Scenting the Drive-by: Mary Robinette Kowal

Mary’s first novel, Shades of Milk and Honey, the fantasy novel Jane Austen should have written, was released into the wild this year (via the good graces of Tor and the lovely Liz Gorinsky). She received the Campbell Award for Best New Writer in 2008 and looked very fetching wearing the tiara. She was a Hugo nominee for Evil Robot Monkey in 2009, she was the Art Editor at the beautiful Shimmer for quite some time, and her work has appeared in venues as diverse as Asimovs, Strange Horizons and her short story collection, Scenting the Dark and Other Stories is available from the lush Subterranean Press. She’s also an amazing puppeteer, and she can steampunk anything.

1. Who is/are your main writing buddy/ies?
That is a surprisingly tough question.  There are so many different ways to answer that … Let me demonstrate: These are the people that I’m most likely to turn to when I’m fighting a story, Beth Wodzinski, Michael Livingston and Laurel Amberdine.  Then there’s my Portland writing group, David D. Levine, David Goldman, Garth Upshaw, Damian Kilby and Felicity Shoulders. Or the people that offer me general career advice, or the ones that I am most likely to be found in a bar with at a con, or the ones that I hang out with and talk shop in Portland… you see my dilemma?

2. How did you make the shift from puppetry to writing? What was the attraction?
They seem so closely related to me that I don’t feel like I’ve made the shift from one to the other so much as broadened my avenues for telling stories.  The appeal of both mediums is the same: they are the theater of the possible. With both puppetry and speculative fiction I am not bound by the limits of the natural world. There are obvious differences between the two. With puppetry I’m usually in a collaborative environment and have an immediate connection with the audience. As a writer, I complete my work alone and the audience experiences it later, usually also as a solo experience.  Both forms have their appeal but it really all gets back to the types of stories each allow me to tell.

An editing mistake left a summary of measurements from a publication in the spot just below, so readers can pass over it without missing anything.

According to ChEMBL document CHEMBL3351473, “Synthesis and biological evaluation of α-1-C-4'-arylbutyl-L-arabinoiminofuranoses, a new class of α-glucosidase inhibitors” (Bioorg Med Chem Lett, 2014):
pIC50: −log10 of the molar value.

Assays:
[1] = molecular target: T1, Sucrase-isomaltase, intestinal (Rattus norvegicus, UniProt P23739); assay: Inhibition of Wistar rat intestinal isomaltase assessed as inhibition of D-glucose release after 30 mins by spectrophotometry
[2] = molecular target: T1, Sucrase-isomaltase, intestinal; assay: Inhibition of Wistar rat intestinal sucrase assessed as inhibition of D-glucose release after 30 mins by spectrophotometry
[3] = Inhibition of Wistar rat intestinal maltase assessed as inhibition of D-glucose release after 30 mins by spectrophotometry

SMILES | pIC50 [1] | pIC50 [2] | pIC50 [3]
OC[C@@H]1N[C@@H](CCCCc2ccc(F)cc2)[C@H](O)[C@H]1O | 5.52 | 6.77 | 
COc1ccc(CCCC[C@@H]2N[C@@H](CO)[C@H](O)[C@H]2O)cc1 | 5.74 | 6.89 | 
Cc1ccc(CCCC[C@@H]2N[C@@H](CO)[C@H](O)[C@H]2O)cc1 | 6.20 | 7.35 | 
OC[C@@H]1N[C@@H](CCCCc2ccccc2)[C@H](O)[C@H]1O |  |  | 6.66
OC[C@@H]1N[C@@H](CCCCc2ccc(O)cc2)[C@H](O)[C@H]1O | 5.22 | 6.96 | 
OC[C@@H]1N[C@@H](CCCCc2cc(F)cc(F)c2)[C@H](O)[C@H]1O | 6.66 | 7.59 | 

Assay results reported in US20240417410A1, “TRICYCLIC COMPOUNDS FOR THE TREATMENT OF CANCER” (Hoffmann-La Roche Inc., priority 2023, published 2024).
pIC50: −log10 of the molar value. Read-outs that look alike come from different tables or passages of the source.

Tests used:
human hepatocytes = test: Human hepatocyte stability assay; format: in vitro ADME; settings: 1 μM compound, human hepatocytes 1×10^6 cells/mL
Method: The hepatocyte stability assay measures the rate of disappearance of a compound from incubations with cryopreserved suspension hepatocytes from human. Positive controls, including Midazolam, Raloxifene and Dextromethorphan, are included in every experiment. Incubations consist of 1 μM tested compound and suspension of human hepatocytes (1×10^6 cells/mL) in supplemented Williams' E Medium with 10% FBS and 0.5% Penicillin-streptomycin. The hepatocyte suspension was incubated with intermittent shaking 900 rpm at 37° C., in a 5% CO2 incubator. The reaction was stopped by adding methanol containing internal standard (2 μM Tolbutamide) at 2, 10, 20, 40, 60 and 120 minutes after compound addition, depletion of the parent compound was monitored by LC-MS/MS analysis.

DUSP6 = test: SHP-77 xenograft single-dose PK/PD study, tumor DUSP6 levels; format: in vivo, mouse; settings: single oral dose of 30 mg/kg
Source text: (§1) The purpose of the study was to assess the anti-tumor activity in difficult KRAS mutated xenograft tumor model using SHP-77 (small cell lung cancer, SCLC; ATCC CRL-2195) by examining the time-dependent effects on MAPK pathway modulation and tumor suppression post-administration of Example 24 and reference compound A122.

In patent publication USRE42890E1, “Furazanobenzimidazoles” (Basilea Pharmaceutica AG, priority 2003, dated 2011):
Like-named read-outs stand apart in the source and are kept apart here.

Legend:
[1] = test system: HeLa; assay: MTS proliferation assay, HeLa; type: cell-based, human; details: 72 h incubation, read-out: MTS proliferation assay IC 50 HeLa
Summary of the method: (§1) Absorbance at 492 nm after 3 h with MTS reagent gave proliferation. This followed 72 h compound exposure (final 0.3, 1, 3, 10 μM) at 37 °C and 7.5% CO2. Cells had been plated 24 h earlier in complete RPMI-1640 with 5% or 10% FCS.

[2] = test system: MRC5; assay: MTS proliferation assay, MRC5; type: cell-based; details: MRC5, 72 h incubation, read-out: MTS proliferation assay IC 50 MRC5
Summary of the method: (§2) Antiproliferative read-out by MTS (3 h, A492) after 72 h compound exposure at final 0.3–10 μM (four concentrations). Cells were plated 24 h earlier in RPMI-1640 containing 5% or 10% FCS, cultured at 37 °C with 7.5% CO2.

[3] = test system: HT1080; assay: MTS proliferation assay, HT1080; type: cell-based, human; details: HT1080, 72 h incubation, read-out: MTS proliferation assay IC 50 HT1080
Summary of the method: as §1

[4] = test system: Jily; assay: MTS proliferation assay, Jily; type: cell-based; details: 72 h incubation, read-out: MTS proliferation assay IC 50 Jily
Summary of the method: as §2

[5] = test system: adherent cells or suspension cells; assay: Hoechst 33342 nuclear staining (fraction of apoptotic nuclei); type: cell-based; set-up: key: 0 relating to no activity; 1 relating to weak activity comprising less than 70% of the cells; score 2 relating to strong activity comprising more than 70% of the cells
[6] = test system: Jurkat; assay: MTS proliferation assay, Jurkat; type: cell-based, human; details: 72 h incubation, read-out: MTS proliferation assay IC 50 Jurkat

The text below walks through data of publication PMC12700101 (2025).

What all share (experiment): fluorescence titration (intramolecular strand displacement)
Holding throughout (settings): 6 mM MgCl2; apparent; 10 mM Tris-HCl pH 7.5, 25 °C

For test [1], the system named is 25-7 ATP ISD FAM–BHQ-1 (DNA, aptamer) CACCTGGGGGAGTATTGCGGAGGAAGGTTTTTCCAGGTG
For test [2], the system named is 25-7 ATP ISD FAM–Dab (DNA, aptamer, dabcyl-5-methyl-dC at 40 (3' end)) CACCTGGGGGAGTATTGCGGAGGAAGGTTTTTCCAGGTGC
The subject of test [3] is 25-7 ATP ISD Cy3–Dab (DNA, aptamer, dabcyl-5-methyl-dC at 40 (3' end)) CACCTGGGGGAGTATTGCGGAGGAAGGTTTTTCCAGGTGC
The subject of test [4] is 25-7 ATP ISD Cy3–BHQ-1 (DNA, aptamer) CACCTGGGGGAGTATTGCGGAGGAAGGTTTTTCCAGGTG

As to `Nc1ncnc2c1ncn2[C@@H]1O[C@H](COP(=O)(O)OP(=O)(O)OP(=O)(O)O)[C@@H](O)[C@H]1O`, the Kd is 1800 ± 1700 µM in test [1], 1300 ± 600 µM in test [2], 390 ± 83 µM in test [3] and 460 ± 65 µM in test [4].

3. What are your writing fetishes? i.e. what can’t you write without?
Sleep.  I normally write on the computer but have written standing on the subway platform, or with a manual typewriter at a picnic table, or on the back of scrap paper in longhand when my battery died on an airplane and I had to finish that scene.  

The things that really get in the way are single conversations that override the ambient noise and pull me in. Lack of sleep also kills me.

The other thing that slows down writing is when I’m designing a show. My productivity drops to almost zero. I think that they use the same parts of my brain. I can still write but lose the drive to do so.

So… no fetishes, but some blocks.

4. What inspired Shades of Milk and Honey?
I was reading Jane Austen’s Persuasion and wondered why there weren’t any small-scale fantasies.  I love these intimate stories where the fate of the world isn’t what hangs in balance but the future of a young woman. So I wanted to write a story that focused on one family. In particular, I was wondering what sort of novel Jane Austen would write if she lived in a world with magic.  I think it would still be the same sort of story with the addition of magic.

5. Donuts (or doughnuts) or danishes?
If you still have any of the old-fashioned buttermilk cake donuts in back, I’ll have one of those, thank you. Otherwise, the tart cherry danish that’s in the case on the right would be lovely.

She blogs here.

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